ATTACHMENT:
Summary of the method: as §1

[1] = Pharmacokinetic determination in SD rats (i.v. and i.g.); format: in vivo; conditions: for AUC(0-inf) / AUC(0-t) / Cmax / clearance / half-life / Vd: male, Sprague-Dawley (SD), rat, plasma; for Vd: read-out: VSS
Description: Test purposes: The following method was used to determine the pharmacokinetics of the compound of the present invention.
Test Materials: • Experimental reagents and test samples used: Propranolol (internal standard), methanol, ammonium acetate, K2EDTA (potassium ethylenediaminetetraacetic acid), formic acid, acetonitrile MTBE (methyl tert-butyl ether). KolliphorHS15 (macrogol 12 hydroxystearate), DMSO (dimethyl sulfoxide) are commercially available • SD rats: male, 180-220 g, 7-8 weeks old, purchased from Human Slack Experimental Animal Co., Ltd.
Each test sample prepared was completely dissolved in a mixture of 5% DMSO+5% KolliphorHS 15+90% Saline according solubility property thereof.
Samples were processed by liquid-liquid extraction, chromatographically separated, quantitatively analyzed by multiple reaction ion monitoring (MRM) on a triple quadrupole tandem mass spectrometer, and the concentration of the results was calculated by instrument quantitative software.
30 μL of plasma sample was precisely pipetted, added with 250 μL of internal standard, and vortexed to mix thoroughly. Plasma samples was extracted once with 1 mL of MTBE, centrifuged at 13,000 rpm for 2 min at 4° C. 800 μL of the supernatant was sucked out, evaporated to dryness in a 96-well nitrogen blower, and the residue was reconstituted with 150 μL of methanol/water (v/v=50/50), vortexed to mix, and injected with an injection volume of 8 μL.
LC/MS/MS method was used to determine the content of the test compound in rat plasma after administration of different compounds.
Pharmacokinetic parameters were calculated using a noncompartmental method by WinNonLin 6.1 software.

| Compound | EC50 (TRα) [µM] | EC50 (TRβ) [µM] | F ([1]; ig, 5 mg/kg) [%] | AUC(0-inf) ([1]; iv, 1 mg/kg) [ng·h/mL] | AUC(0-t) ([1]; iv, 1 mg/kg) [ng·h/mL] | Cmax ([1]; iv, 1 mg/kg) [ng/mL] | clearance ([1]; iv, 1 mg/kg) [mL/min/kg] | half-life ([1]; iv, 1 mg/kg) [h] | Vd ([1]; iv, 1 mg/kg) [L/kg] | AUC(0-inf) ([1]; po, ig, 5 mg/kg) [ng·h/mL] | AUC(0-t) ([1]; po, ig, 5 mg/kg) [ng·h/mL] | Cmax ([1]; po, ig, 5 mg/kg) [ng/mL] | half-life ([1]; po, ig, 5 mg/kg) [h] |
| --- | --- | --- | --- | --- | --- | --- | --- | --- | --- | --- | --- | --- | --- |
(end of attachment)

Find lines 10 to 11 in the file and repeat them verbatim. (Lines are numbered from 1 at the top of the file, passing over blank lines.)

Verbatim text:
| Compound | EC50 (TRα) [µM] | EC50 (TRβ) [µM] | F ([1]; ig, 5 mg/kg) [%] | AUC(0-inf) ([1]; iv, 1 mg/kg) [ng·h/mL] | AUC(0-t) ([1]; iv, 1 mg/kg) [ng·h/mL] | Cmax ([1]; iv, 1 mg/kg) [ng/mL] | clearance ([1]; iv, 1 mg/kg) [mL/min/kg] | half-life ([1]; iv, 1 mg/kg) [h] | Vd ([1]; iv, 1 mg/kg) [L/kg] | AUC(0-inf) ([1]; po, ig, 5 mg/kg) [ng·h/mL] | AUC(0-t) ([1]; po, ig, 5 mg/kg) [ng·h/mL] | Cmax ([1]; po, ig, 5 mg/kg) [ng/mL] | half-life ([1]; po, ig, 5 mg/kg) [h] |
| --- | --- | --- | --- | --- | --- | --- | --- | --- | --- | --- | --- | --- | --- |